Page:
The Impact of Social Media

It’s no secret that social media influences us. It changes the way we interact with one another, the way we get around, and the way spend our free time. With apps like Google Maps and Waze, getting directions has never been easier. Through social media, there are countless ways we can connect with friends and family. Our long distance relationships are made much easier, and our local connections are made even simpler. 

But could it be possible that our phones have made things too easy? Scrolling the day away seems to be a problem with many users of social media, regardless of demographic. “I feel like I waste a lot of time on social media,” said Kathy Hilby, Director of Technology at WSHS. Wasting time is incredibly easy when you have a world of information and communication at your fingertips.

When asked, teenagers will describe having a similar problem. “[I would] definitely use [technology] with more purpose rather than just when I’m bored,” said junior Julia Krien. The American Psychological Association found that teens are spending more time on digital media, and are spending less time reading media such as books and magazines. “I would probably clean and organize a lot more if I spent less time on my phone,” said senior Julia Russell. 

If social media and technology are causing such dramatic changes in our lives, one might wonder what draws us to it in the first place. It seems to be a combination of social pressure and clever programming by developers. “It’s cool how, in a sense, they’re programming it to draw you in,” said Hilby. “I think that can be a real negative, but I think that it’s really interesting, and I wonder how we could tap into that.”  Hilby explained that she believed there could be a positive aspect to technology drawing us in. She wondered aloud if, perhaps, we could use this part of technology to get students excited about their classes, projects, or activities.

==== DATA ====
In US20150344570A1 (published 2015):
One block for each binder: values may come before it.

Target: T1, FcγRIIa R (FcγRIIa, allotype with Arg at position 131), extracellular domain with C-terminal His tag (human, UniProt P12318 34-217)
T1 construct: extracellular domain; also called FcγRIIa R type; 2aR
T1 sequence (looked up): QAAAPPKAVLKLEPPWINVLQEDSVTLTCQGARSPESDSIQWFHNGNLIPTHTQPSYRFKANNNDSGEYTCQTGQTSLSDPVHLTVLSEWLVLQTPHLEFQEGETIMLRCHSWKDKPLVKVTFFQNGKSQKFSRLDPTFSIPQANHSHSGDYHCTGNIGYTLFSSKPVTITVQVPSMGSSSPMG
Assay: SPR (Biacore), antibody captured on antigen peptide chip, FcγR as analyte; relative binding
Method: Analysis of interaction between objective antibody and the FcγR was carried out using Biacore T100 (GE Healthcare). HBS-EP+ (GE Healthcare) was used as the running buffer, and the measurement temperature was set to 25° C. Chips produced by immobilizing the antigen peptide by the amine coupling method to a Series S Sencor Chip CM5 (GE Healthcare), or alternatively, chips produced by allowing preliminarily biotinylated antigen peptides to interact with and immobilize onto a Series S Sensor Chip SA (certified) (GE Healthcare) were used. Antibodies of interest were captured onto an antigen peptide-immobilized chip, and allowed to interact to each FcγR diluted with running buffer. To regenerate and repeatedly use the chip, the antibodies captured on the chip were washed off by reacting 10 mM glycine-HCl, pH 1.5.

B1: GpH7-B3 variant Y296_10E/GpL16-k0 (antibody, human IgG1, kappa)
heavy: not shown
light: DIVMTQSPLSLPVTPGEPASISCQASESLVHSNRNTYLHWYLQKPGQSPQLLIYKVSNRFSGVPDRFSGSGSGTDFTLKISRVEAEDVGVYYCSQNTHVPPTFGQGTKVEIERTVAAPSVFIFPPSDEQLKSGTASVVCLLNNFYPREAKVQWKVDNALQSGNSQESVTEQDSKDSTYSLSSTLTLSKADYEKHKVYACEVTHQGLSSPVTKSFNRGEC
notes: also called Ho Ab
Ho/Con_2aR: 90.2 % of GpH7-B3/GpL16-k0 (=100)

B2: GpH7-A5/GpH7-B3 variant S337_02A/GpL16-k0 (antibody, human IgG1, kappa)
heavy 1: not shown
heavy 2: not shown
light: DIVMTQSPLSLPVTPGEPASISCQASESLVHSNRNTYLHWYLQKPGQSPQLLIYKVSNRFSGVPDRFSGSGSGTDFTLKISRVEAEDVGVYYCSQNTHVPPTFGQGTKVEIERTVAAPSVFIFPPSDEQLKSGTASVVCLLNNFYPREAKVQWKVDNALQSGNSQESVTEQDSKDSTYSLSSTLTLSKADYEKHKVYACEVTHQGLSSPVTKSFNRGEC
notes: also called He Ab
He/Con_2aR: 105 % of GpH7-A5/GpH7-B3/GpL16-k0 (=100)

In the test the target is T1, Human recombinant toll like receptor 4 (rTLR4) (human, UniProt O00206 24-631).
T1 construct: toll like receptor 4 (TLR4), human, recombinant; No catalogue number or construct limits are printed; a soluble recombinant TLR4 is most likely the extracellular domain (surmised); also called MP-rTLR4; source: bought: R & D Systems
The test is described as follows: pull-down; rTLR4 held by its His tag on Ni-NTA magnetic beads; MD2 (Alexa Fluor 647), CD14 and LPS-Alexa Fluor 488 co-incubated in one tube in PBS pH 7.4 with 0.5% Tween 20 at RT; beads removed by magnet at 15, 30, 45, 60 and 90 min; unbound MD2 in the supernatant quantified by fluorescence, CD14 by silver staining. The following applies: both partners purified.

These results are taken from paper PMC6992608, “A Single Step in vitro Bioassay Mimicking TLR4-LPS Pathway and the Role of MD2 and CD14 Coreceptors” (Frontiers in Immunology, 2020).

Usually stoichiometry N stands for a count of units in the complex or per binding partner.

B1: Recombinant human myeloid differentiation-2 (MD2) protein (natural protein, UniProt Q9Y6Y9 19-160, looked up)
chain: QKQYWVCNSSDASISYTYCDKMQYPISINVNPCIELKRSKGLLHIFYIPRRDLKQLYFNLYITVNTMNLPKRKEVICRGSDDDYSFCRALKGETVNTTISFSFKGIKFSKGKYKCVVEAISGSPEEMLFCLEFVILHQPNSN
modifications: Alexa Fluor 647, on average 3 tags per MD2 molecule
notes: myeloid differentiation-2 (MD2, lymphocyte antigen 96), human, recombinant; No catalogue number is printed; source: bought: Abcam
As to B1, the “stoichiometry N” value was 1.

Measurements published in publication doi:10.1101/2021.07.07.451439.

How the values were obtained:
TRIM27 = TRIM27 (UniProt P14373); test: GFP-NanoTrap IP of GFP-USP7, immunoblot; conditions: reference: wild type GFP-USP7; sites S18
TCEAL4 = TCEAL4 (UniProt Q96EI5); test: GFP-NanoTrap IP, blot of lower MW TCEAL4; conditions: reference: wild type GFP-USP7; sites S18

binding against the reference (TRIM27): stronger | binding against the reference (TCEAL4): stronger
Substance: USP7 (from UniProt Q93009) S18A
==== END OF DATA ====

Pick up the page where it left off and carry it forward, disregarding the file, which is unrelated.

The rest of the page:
Krien offered another perspective: that social media and social pressure can easily go hand-in-hand. “It’s almost like I feel like I have to, cause everyone does,” said Krien. It’s dangerously easy to fall into the cycle of constantly maintaining snapstreaks, posting on Instagram, and keeping up with everyone’s stories. It has become commonplace to wake up and reach for our phones. “We start scrolling through social media, and our brain is automatically doing a comparison to others through that social media,” said Hilby. She questioned, “Is that how you want to start your day, comparing yourself to others?” 

“Is that how you want to start your day, comparing yourself to others?””

— Kathy Hilby

There is no simple solution to fixing our usage of technology. It’s one thing to say you would like to use your phone less, but actually ridding yourself of this addiction is a challenge. In her final remarks, Hilby shared a few tips on how to better use your time spent on social media. Along with setting time limits and using the tools on your phone to allow yourself to be more productive, Hilby suggested asking: “Is this bringing joy to my life, and so do I really want to be spending this much time on it?”